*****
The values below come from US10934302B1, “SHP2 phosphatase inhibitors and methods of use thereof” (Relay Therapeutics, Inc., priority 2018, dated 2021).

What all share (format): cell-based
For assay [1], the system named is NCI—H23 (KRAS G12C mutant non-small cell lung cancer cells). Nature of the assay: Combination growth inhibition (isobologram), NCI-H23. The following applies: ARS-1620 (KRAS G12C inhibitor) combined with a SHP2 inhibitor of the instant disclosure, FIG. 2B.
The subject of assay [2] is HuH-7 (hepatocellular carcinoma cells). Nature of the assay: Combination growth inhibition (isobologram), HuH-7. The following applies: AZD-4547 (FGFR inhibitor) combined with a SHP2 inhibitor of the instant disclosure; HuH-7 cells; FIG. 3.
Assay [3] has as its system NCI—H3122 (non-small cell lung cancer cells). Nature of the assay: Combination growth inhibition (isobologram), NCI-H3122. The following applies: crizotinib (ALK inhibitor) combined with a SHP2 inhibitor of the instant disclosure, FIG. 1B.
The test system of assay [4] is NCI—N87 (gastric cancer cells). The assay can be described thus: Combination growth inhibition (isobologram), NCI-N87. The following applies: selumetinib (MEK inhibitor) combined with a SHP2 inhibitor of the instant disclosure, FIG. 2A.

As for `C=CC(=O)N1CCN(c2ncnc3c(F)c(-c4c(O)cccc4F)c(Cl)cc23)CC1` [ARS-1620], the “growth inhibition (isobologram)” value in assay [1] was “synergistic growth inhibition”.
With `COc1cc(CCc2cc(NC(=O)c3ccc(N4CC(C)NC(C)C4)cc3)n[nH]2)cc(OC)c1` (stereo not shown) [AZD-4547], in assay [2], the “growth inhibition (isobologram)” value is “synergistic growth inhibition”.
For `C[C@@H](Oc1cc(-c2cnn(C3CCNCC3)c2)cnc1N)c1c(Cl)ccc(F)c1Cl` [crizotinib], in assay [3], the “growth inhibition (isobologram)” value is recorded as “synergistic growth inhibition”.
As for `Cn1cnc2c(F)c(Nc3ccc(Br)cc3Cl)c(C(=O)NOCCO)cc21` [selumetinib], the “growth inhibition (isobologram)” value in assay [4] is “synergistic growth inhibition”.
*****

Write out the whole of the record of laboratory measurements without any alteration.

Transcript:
The values below come from US10934302B1, “SHP2 phosphatase inhibitors and methods of use thereof” (Relay Therapeutics, Inc., priority 2018, dated 2021).

What all share (format): cell-based
For assay [1], the system named is NCI—H23 (KRAS G12C mutant non-small cell lung cancer cells). Nature of the assay: Combination growth inhibition (isobologram), NCI-H23. The following applies: ARS-1620 (KRAS G12C inhibitor) combined with a SHP2 inhibitor of the instant disclosure, FIG. 2B.
The subject of assay [2] is HuH-7 (hepatocellular carcinoma cells). Nature of the assay: Combination growth inhibition (isobologram), HuH-7. The following applies: AZD-4547 (FGFR inhibitor) combined with a SHP2 inhibitor of the instant disclosure; HuH-7 cells; FIG. 3.
Assay [3] has as its system NCI—H3122 (non-small cell lung cancer cells). Nature of the assay: Combination growth inhibition (isobologram), NCI-H3122. The following applies: crizotinib (ALK inhibitor) combined with a SHP2 inhibitor of the instant disclosure, FIG. 1B.
The test system of assay [4] is NCI—N87 (gastric cancer cells). The assay can be described thus: Combination growth inhibition (isobologram), NCI-N87. The following applies: selumetinib (MEK inhibitor) combined with a SHP2 inhibitor of the instant disclosure, FIG. 2A.

As for `C=CC(=O)N1CCN(c2ncnc3c(F)c(-c4c(O)cccc4F)c(Cl)cc23)CC1` [ARS-1620], the “growth inhibition (isobologram)” value in assay [1] was “synergistic growth inhibition”.
With `COc1cc(CCc2cc(NC(=O)c3ccc(N4CC(C)NC(C)C4)cc3)n[nH]2)cc(OC)c1` (stereo not shown) [AZD-4547], in assay [2], the “growth inhibition (isobologram)” value is “synergistic growth inhibition”.
For `C[C@@H](Oc1cc(-c2cnn(C3CCNCC3)c2)cnc1N)c1c(Cl)ccc(F)c1Cl` [crizotinib], in assay [3], the “growth inhibition (isobologram)” value is recorded as “synergistic growth inhibition”.
As for `Cn1cnc2c(F)c(Nc3ccc(Br)cc3Cl)c(C(=O)NOCCO)cc21` [selumetinib], the “growth inhibition (isobologram)” value in assay [4] is “synergistic growth inhibition”.